Some of our tens of readers may have got us wrong; assumed that by our very nature we must be anti-vegetable.
No. Broadly-speaking, the opposite is true. Vegetables are the ultimate average food, rolling around in the mud, not minding being manhandled by barbarians of all shapes and sizes.
As a food that can ascend from low beginnings to heady heights, veg has few peers. The flexibility, range of colour and outright flair of the vegetable is within the grasp of all those who believe, and back up that belief with some sort of tangible effort.
I personally have the belief but completely lack the effort, so achieve zero qualitative ascent with vegetables almost a hundred percent of the time and are left with a drab experience. But in my life I have seen third parties achieve brilliance with broccoli, colourful conceptions involving carrot and kale, and other things that had no easy alliteration.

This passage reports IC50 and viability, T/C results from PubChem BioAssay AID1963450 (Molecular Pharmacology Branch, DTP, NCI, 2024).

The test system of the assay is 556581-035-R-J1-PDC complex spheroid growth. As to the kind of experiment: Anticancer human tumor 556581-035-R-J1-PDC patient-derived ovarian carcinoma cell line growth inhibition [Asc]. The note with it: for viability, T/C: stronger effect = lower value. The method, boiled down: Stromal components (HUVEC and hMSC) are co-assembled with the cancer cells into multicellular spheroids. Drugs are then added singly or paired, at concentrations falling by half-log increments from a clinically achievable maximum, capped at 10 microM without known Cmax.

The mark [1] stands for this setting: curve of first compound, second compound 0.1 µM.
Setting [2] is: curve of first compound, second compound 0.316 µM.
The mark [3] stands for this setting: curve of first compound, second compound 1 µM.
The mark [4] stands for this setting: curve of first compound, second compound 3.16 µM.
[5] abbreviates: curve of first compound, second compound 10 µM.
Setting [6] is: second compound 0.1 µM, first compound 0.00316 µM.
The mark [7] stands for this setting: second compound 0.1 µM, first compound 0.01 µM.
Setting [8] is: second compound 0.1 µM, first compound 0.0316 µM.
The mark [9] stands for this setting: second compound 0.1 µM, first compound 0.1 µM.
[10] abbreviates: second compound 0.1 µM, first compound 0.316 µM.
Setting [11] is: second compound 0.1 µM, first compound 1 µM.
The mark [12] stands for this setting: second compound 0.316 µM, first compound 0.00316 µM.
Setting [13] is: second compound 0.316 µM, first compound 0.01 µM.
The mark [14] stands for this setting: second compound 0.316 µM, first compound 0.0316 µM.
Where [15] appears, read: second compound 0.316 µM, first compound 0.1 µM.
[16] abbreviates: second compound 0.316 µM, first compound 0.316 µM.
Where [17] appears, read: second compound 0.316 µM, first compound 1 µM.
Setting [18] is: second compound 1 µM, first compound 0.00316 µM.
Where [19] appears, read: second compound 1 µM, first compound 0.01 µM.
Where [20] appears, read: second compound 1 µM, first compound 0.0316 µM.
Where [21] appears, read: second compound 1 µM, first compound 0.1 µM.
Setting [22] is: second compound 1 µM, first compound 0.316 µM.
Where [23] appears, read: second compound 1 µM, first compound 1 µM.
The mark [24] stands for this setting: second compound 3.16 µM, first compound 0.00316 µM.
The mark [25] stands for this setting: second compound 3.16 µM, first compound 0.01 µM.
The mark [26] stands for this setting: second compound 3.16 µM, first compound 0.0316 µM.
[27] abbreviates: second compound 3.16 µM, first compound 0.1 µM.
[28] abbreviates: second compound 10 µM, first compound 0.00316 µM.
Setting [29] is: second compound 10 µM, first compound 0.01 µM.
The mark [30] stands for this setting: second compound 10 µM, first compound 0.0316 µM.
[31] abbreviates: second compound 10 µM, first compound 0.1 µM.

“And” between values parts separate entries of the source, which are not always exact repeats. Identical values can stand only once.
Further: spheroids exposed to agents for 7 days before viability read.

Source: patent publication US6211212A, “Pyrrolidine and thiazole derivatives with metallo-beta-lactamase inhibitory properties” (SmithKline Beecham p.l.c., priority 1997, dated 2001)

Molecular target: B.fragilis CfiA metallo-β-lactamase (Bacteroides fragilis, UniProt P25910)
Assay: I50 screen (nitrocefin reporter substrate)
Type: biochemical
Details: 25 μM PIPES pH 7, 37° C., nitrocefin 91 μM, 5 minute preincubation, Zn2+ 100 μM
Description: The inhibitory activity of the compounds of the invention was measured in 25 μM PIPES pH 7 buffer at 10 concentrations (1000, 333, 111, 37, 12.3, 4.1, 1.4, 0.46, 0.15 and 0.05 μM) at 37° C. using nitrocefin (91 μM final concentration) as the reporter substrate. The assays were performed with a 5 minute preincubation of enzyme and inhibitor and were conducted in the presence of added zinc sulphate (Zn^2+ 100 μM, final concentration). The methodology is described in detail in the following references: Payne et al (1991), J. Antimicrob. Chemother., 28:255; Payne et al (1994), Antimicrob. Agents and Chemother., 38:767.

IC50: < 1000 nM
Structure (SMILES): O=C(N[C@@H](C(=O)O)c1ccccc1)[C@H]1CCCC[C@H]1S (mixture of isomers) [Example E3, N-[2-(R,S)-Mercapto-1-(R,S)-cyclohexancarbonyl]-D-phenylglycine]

I feel I needed to say this at this time of year because it is exactly this time when vegetables get hideously misrepresented. Vegetables selected at a corporate level purely for unthinking aesthetics are frenetically grabbed from supermarkets – that’s without considering the logistics of the cook-up. The flaccid horror of it.
Throwing at least two superfluous vegetables into an already pressurised situation is a recipe (geddit?!) for disaster. Vegetables, like high-value professional footballers, are extremely sensitive sorts, and as we know, it’s hard to keep the bloated modern football squad a happy unit. So you’re left with vegetables on the fringes of the Christmas Dinner preparation processes, not getting the loving game-time they feel they deserve, providing only a disruptive influence and mouthing off about tactics on Twitter.
But Christmas is at heart all about lurid misrepresentation and superfluity – so the trick here is not to use that particular occasion to judge the massacred vegetables that land on your plate.
Pick that watery carrot up and give it a loving hug. Ease the itch on that blitzed parsnip’s skin with a caress of the fork. Pull a cracker with some unidentified greens that appear to have been accidentally double-cooked. Tell them all that you understand; they’re not always like this. Everyone has off-days.
All vegetables, generally: 8/10
All vegetables, at Christmas: 3/10